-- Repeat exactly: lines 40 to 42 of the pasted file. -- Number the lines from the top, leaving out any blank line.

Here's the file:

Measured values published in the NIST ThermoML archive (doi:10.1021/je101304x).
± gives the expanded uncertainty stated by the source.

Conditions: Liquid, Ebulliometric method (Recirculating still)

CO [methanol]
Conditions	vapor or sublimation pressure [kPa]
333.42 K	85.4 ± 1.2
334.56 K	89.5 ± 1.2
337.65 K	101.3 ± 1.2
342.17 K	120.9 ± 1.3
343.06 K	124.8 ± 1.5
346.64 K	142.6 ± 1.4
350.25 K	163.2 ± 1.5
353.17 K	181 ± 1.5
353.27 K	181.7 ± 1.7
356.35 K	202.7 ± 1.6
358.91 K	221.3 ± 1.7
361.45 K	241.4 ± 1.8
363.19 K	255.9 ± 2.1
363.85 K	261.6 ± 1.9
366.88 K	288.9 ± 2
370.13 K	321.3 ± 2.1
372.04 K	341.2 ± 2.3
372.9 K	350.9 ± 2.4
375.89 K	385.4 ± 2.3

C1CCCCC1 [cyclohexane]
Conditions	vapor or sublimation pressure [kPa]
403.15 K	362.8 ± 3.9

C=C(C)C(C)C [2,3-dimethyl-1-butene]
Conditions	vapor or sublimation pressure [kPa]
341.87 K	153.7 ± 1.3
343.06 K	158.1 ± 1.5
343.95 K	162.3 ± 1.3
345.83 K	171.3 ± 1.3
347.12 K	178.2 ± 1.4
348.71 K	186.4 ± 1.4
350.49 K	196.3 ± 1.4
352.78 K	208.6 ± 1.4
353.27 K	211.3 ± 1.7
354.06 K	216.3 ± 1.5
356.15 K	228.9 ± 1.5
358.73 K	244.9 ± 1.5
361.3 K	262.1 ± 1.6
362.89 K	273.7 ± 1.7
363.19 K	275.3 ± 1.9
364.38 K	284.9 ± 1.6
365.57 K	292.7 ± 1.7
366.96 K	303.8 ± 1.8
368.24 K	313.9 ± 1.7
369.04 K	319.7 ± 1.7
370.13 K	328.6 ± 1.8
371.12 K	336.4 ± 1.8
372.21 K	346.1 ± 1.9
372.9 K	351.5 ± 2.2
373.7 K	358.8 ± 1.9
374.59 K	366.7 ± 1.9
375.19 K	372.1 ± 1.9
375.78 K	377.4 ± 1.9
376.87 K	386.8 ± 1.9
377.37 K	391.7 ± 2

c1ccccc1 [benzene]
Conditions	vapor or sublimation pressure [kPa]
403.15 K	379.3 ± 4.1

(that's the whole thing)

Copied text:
356.15 K	228.9 ± 1.5
358.73 K	244.9 ± 1.5
361.3 K	262.1 ± 1.6